The New Democratic Transition in Libya and the Aspirations of the Cyrenaican People

 

Two years have passed since the Libyan Revolution, but living conditions are still very poor and the provision of state services in various sectors has on average become lower even than during the period of Qaddafi’s corrupt government. So where is the stream of revolution going to stop? The Libyan federal state was initiated in 1951 under the supervision of the UN. It was based on the union of three independent regional states, each with its own constitution, parliament, and electoral legislation. Cyrenaica (the cradle of the most recent revolution) had strongly resisted both Ottoman and later Italian colonialism. It became totally liberated in 1948, was declared an emirate and as such was then recorded as the eighth Arab state.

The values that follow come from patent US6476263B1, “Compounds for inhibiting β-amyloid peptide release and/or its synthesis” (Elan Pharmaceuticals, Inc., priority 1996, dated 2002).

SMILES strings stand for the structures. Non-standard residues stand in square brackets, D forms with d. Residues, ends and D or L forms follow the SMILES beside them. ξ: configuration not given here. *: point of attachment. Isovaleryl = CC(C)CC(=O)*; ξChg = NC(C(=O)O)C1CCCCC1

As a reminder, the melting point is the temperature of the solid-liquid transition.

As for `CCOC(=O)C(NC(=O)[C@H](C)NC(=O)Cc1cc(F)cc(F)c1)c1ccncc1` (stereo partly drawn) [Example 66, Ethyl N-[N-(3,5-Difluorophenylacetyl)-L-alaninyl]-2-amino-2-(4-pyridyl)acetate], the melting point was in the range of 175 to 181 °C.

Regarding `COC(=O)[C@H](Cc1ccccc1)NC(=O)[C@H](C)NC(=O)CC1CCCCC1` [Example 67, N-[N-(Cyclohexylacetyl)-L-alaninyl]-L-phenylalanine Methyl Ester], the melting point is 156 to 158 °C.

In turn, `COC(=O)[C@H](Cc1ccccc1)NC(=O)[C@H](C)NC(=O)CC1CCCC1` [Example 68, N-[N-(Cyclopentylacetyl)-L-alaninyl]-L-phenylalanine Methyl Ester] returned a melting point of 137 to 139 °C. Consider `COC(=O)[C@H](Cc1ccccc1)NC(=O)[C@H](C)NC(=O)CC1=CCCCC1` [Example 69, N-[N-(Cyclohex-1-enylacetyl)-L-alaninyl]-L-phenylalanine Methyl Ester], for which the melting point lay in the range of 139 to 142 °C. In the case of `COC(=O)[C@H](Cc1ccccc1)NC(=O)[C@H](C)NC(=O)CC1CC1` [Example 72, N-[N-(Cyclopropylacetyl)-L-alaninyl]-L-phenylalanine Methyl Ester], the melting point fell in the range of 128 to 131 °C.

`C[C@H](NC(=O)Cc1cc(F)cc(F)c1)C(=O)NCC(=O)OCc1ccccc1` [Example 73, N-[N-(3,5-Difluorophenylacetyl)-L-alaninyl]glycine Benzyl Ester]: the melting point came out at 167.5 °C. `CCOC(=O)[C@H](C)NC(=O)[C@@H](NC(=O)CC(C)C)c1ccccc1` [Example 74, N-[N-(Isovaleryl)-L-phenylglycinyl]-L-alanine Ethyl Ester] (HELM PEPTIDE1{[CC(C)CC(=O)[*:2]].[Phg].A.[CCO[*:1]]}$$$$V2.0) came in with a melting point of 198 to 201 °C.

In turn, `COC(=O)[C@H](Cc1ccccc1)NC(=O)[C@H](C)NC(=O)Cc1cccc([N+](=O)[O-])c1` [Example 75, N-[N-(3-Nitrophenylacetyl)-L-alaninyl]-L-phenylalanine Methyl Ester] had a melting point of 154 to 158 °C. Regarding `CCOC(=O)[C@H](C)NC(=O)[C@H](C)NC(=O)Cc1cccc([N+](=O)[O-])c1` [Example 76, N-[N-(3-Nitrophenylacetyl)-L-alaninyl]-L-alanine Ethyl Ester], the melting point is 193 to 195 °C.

Tripolitania on the other hand had been subjected both to Ottoman and then to Italian colonialism. In 1918 it had been declared a state under the tutelage of the Italian government. History has recorded that on many occasions and over many decades the people of Tripolitania supported the colonial forces in their efforts to suppress the numerous resistance movements in Cyrenaica. But the new federation of 1951 began merging the regions together. Many of the younger generation aimed to overcome all the past inter-regional conflicts. In addition, many people from Tripolitania migrated towards Cyrenaica as it was then the most stable region in the country and the only one that believed in co-existence. Then in 1963, after eighteen years of stable though dictatorial rule under royal monarchy, the Libyan federal structure was illegally scrapped without the issue even being put to a public referendum. The governors of the states of Fezzan and Cyrenaica were strongly opposed to this move and resigned immediately. From that moment the country became the victim of various managerial conflicts. At that time, the entire Arab region was experiencing a period of transition. Most of the countries in the Middle East and North Africa were gaining their independence; and that was also the moment when the Egyptian President Jamal Abdul Nasser began promoting his ideas on Arab Unity, which have influenced the region and eventually led to today’s new changes in “The Arab Spring”.